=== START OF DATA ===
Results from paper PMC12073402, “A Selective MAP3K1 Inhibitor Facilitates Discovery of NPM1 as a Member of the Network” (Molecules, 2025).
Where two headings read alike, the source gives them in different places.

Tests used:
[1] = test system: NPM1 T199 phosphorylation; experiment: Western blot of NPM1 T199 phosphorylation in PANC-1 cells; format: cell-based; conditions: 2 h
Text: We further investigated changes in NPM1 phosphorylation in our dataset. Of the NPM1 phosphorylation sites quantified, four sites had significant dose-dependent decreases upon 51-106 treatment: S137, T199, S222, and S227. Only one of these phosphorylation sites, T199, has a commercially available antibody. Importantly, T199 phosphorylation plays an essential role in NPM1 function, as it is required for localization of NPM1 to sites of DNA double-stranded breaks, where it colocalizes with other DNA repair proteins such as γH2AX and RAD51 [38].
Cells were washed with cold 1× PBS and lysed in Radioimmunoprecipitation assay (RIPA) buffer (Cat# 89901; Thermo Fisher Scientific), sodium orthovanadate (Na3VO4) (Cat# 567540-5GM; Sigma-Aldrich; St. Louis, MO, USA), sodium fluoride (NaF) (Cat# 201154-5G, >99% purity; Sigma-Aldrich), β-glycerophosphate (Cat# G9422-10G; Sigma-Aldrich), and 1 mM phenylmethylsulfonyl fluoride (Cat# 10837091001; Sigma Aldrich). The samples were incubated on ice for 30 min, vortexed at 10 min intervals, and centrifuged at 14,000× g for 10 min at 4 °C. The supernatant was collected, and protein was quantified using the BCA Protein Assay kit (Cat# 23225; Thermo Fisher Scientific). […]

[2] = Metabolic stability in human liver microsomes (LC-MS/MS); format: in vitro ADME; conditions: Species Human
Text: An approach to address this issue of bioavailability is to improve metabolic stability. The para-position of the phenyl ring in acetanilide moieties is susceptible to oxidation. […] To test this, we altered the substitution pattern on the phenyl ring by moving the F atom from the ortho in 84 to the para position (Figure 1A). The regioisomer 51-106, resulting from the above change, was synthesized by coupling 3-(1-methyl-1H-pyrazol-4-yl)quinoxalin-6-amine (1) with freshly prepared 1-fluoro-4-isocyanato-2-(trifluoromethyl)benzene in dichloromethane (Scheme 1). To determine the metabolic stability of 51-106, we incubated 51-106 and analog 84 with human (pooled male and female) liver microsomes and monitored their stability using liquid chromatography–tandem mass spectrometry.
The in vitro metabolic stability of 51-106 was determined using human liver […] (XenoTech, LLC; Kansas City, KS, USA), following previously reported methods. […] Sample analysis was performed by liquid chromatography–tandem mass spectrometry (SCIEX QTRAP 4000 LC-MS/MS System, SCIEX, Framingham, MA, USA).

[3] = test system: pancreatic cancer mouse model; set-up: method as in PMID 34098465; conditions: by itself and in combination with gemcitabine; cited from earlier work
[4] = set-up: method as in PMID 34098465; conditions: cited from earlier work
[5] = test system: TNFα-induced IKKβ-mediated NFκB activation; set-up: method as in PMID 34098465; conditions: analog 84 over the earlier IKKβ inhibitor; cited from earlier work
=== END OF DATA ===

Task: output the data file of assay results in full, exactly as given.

Results from paper PMC12073402, “A Selective MAP3K1 Inhibitor Facilitates Discovery of NPM1 as a Member of the Network” (Molecules, 2025).
Where two headings read alike, the source gives them in different places.

Tests used:
[1] = test system: NPM1 T199 phosphorylation; experiment: Western blot of NPM1 T199 phosphorylation in PANC-1 cells; format: cell-based; conditions: 2 h
Text: We further investigated changes in NPM1 phosphorylation in our dataset. Of the NPM1 phosphorylation sites quantified, four sites had significant dose-dependent decreases upon 51-106 treatment: S137, T199, S222, and S227. Only one of these phosphorylation sites, T199, has a commercially available antibody. Importantly, T199 phosphorylation plays an essential role in NPM1 function, as it is required for localization of NPM1 to sites of DNA double-stranded breaks, where it colocalizes with other DNA repair proteins such as γH2AX and RAD51 [38].
Cells were washed with cold 1× PBS and lysed in Radioimmunoprecipitation assay (RIPA) buffer (Cat# 89901; Thermo Fisher Scientific), sodium orthovanadate (Na3VO4) (Cat# 567540-5GM; Sigma-Aldrich; St. Louis, MO, USA), sodium fluoride (NaF) (Cat# 201154-5G, >99% purity; Sigma-Aldrich), β-glycerophosphate (Cat# G9422-10G; Sigma-Aldrich), and 1 mM phenylmethylsulfonyl fluoride (Cat# 10837091001; Sigma Aldrich). The samples were incubated on ice for 30 min, vortexed at 10 min intervals, and centrifuged at 14,000× g for 10 min at 4 °C. The supernatant was collected, and protein was quantified using the BCA Protein Assay kit (Cat# 23225; Thermo Fisher Scientific). […]

[2] = Metabolic stability in human liver microsomes (LC-MS/MS); format: in vitro ADME; conditions: Species Human
Text: An approach to address this issue of bioavailability is to improve metabolic stability. The para-position of the phenyl ring in acetanilide moieties is susceptible to oxidation. […] To test this, we altered the substitution pattern on the phenyl ring by moving the F atom from the ortho in 84 to the para position (Figure 1A). The regioisomer 51-106, resulting from the above change, was synthesized by coupling 3-(1-methyl-1H-pyrazol-4-yl)quinoxalin-6-amine (1) with freshly prepared 1-fluoro-4-isocyanato-2-(trifluoromethyl)benzene in dichloromethane (Scheme 1). To determine the metabolic stability of 51-106, we incubated 51-106 and analog 84 with human (pooled male and female) liver microsomes and monitored their stability using liquid chromatography–tandem mass spectrometry.
The in vitro metabolic stability of 51-106 was determined using human liver […] (XenoTech, LLC; Kansas City, KS, USA), following previously reported methods. […] Sample analysis was performed by liquid chromatography–tandem mass spectrometry (SCIEX QTRAP 4000 LC-MS/MS System, SCIEX, Framingham, MA, USA).

[3] = test system: pancreatic cancer mouse model; set-up: method as in PMID 34098465; conditions: by itself and in combination with gemcitabine; cited from earlier work
[4] = set-up: method as in PMID 34098465; conditions: cited from earlier work
[5] = test system: TNFα-induced IKKβ-mediated NFκB activation; set-up: method as in PMID 34098465; conditions: analog 84 over the earlier IKKβ inhibitor; cited from earlier work